“Gen Zers are progressive and pro-government, most see the country’s growing racial and ethnic diversity as a good thing, and they’re less likely than older generations to see the United States as superior to other nations,” the survey found. 

Below are key concerns for Gen Z voters. 

THE ISSUES

Kendal Ferguson, a 20-year-old student studying criminology, law and society at George Mason University in Fairfax, cares about prison reform and combating police brutality. She wants all prisons to be government funded and said “private prisons are morally wrong” because they profit off people who break laws. 

“As for police brutality, there definitely needs to be more training for officers,” Ferguson said.

Selena Johnson, a 20-year-old student studying computer science at University of Virginia in Charlottesville, is concerned with police violence, reproductive rights and climate change.

“I want to see some sort of regulation on the big companies that are contributing to like 70% of the world’s pollution,” she said. She believes that these companies should be “in the front of our minds” when combating climate change.

The recent confirmation of Amy Coney Barret as a Supreme Court justice has drawn concern from pro-choice advocates due to her past comments on abortion. Johnson said that Roe v. Wade should not be overturned and police officers “need to face consequences for their actions.”

Jessica Callahan, a 21-year-old Republican voter from Dinwiddie, said that Barrett is a “great fit” for her position on the Supreme Court due to her educational background at Notre Dame Law School. She also believes that more racial tension will inevitably come out of this election.

“It’s going to be a bunch of name-calling and finger pointing until some sort of civil unrest occurs,” Callahan said. 

Callahan is also worried about the future of healthcare in the U.S. if Democrats win the election, as well as Second Amendment rights. She thinks health care would “go down considerably” and that “they would push even harder for restrictions” on firearms. 

Ada Ezeaputa, a 20-year-old student majoring in business at Virginia Commonwealth University in Richmond, is passionate about ensuring abortion access and ending police brutality.

“I don’t think the police need to be abolished, but I do think the whole system needs to be reformed,” she says. “When you look at countries like the U.K., their police officers don’t even carry weapons, so that already decreases the amount of incidents that happen all over the world.”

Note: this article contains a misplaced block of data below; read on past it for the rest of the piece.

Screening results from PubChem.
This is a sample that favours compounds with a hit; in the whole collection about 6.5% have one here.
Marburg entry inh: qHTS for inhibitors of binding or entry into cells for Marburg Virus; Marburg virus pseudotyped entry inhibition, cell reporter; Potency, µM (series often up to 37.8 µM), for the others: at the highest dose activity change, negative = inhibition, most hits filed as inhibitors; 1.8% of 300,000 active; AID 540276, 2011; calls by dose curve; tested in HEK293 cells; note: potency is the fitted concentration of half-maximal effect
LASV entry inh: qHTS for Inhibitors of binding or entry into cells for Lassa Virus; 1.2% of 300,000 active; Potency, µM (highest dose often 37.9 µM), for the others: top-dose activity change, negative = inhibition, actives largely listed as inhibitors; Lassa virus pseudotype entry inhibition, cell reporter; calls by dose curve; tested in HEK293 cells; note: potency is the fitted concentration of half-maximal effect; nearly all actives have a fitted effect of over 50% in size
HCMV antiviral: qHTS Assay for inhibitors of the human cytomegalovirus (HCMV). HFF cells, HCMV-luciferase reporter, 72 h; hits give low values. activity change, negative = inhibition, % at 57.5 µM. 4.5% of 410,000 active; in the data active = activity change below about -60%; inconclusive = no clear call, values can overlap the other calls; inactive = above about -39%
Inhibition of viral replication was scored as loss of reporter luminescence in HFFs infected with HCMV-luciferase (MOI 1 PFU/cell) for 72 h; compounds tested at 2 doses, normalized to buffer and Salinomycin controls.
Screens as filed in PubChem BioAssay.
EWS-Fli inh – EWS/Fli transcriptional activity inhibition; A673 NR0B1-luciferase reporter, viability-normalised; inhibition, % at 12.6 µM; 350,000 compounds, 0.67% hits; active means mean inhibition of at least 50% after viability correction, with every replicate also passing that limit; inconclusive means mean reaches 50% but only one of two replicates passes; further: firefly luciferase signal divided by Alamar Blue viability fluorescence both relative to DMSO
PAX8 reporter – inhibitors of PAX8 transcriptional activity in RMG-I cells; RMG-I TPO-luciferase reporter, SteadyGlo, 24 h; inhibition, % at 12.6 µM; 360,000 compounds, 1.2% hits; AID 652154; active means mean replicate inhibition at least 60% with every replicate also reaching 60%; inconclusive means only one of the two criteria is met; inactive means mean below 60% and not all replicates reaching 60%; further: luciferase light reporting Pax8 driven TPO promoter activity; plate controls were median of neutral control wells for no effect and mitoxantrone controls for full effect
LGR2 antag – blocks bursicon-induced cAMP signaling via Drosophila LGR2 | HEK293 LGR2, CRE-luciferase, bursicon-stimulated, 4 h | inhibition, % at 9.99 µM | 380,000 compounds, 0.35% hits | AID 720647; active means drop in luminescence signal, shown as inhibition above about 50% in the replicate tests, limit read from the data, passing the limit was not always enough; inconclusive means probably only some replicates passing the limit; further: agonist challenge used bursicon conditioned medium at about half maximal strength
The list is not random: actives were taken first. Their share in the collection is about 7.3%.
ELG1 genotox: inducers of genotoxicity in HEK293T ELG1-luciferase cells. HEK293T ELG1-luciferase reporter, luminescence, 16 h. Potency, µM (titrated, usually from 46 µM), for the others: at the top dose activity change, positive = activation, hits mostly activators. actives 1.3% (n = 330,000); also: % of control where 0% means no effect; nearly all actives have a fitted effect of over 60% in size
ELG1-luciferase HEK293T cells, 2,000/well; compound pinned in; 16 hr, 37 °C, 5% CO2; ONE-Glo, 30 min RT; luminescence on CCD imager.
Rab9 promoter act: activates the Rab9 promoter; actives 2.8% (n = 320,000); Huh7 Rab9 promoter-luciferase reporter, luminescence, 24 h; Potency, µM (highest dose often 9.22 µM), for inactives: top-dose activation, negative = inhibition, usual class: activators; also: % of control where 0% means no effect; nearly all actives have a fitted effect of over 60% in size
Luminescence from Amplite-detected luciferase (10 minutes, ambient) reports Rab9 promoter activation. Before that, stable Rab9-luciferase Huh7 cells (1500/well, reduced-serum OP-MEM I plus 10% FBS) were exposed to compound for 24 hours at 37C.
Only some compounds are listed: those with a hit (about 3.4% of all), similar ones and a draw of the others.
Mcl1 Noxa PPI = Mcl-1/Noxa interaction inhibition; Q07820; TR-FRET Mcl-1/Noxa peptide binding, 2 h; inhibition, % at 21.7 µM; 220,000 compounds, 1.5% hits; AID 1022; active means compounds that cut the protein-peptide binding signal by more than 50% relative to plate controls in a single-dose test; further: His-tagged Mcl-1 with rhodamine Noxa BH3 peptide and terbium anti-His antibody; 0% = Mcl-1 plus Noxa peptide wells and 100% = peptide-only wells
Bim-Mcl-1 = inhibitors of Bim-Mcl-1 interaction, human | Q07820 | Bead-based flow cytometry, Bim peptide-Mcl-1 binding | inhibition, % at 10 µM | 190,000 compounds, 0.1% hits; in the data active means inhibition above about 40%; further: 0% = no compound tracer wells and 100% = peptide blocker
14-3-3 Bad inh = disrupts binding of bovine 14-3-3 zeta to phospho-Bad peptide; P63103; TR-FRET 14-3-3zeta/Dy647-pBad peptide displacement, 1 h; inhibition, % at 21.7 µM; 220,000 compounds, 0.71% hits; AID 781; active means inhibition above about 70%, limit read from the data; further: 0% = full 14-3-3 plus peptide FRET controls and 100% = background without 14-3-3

In addition to police reform, she is pro-choice and believes that women should have full autonomy over their bodies.

Alyssa Tyson, a 20-year-old recent graduate of Western Governors University in Salt Lake City, wants to protect personal freedoms and mental health care.

“Mental health care is something that doesn’t get addressed a lot,” she said. “I think a lot of the problems we’re trying to address as a nation start with dealing with mental health issues and providing affordable or even free mental health care to people who need it.” 

Tyson also said she is passionate about social justice issues, and that the government should not regulate reproductive rights or make laws that hinder LGBTQ rights.

Emily Wrenn, a 20-year-old student majoring in psychology at Sweet Briar College in Amherst County, considers her political views to be liberal. Wrenn describes herself as pro-choice, and said the main issues she cares about are women’s rights and dismantling racism.

“One of the biggest reasons why I am swaying more to the Democratic side is that I am very much in favor of women’s rights,” she said. “We need to make sure we are on the right track in seeing that women and men receive equal pay.”

Wrenn also said that this is “the most debate on the quality of our president that I’ve ever seen,” and that “this is one of the most significant elections we’ve had in a long time.”

THE IMPACT

Despite the encouragement to vote, first-time, Gen Z voters are divided on whether they can sway the election.

Johnson said she knows many people her age will vote third party or not at all because they are disinterested in either major presidential candidate, but she thinks the youngest generation of voters has a lot of power in this election.

“I believe that we have the most diverse population of eligible voters in America’s history,” she said. “I’m voting for who I view as ‘the lesser of two evils,’ but many people my age don’t want to vote at all because the lesser of two evils is still an evil.”

In 2016, young voters ages 18 to 29 were the only age group to report increased turnout compared to 2012, with a reported turnout increase of 1.1%, according to the U.S. Census. 

Ferguson, however, doesn’t believe that Gen Z has the power to sway this election.

“Our generation is still very apathetic about voting despite how vocal we are on social media and through other means,” Ferguson said. “I honestly think not a lot of people our age will bother to vote.”

Wrenn, however, believes that Gen Z could help secure a Democratic win.